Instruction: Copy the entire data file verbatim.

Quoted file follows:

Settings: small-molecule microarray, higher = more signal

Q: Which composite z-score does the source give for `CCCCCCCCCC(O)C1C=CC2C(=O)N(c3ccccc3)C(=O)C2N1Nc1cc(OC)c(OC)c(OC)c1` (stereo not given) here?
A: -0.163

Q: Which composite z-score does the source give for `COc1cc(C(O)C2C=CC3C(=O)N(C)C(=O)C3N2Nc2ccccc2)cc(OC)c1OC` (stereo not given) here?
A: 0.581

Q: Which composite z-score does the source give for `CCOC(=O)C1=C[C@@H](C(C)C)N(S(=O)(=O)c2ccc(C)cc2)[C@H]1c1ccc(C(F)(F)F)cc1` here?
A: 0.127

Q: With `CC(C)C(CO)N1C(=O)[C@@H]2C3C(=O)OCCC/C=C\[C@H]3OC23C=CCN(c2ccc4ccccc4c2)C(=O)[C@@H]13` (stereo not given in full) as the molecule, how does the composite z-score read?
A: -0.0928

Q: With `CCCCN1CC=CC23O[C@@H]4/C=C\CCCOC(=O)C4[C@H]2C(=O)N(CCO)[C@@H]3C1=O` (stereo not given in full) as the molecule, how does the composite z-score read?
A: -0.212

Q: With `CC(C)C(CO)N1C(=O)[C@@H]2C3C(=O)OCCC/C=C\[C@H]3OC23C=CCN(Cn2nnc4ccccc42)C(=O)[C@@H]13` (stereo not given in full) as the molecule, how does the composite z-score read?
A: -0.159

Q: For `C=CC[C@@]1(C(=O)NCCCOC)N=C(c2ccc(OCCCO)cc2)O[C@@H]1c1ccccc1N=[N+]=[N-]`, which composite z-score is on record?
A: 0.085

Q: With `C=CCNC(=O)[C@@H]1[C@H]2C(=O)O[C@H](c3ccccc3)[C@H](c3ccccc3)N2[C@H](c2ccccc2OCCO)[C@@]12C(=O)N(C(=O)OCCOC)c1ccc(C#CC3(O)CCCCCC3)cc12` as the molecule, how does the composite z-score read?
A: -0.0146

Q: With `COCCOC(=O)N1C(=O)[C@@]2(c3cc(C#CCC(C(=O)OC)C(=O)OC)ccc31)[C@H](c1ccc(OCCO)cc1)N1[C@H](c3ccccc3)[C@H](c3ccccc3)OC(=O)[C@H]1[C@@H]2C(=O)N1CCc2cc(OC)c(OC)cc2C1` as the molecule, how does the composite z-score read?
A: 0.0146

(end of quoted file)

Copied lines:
Settings: small-molecule microarray, higher = more signal

Q: Which composite z-score does the source give for `CCCCCCCCCC(O)C1C=CC2C(=O)N(c3ccccc3)C(=O)C2N1Nc1cc(OC)c(OC)c(OC)c1` (stereo not given) here?
A: -0.163

Q: Which composite z-score does the source give for `COc1cc(C(O)C2C=CC3C(=O)N(C)C(=O)C3N2Nc2ccccc2)cc(OC)c1OC` (stereo not given) here?
A: 0.581

Q: Which composite z-score does the source give for `CCOC(=O)C1=C[C@@H](C(C)C)N(S(=O)(=O)c2ccc(C)cc2)[C@H]1c1ccc(C(F)(F)F)cc1` here?
A: 0.127

Q: With `CC(C)C(CO)N1C(=O)[C@@H]2C3C(=O)OCCC/C=C\[C@H]3OC23C=CCN(c2ccc4ccccc4c2)C(=O)[C@@H]13` (stereo not given in full) as the molecule, how does the composite z-score read?
A: -0.0928

Q: With `CCCCN1CC=CC23O[C@@H]4/C=C\CCCOC(=O)C4[C@H]2C(=O)N(CCO)[C@@H]3C1=O` (stereo not given in full) as the molecule, how does the composite z-score read?
A: -0.212

Q: With `CC(C)C(CO)N1C(=O)[C@@H]2C3C(=O)OCCC/C=C\[C@H]3OC23C=CCN(Cn2nnc4ccccc42)C(=O)[C@@H]13` (stereo not given in full) as the molecule, how does the composite z-score read?
A: -0.159

Q: For `C=CC[C@@]1(C(=O)NCCCOC)N=C(c2ccc(OCCCO)cc2)O[C@@H]1c1ccccc1N=[N+]=[N-]`, which composite z-score is on record?
A: 0.085

Q: With `C=CCNC(=O)[C@@H]1[C@H]2C(=O)O[C@H](c3ccccc3)[C@H](c3ccccc3)N2[C@H](c2ccccc2OCCO)[C@@]12C(=O)N(C(=O)OCCOC)c1ccc(C#CC3(O)CCCCCC3)cc12` as the molecule, how does the composite z-score read?
A: -0.0146

Q: With `COCCOC(=O)N1C(=O)[C@@]2(c3cc(C#CCC(C(=O)OC)C(=O)OC)ccc31)[C@H](c1ccc(OCCO)cc1)N1[C@H](c3ccccc3)[C@H](c3ccccc3)OC(=O)[C@H]1[C@@H]2C(=O)N1CCc2cc(OC)c(OC)cc2C1` as the molecule, how does the composite z-score read?
A: 0.0146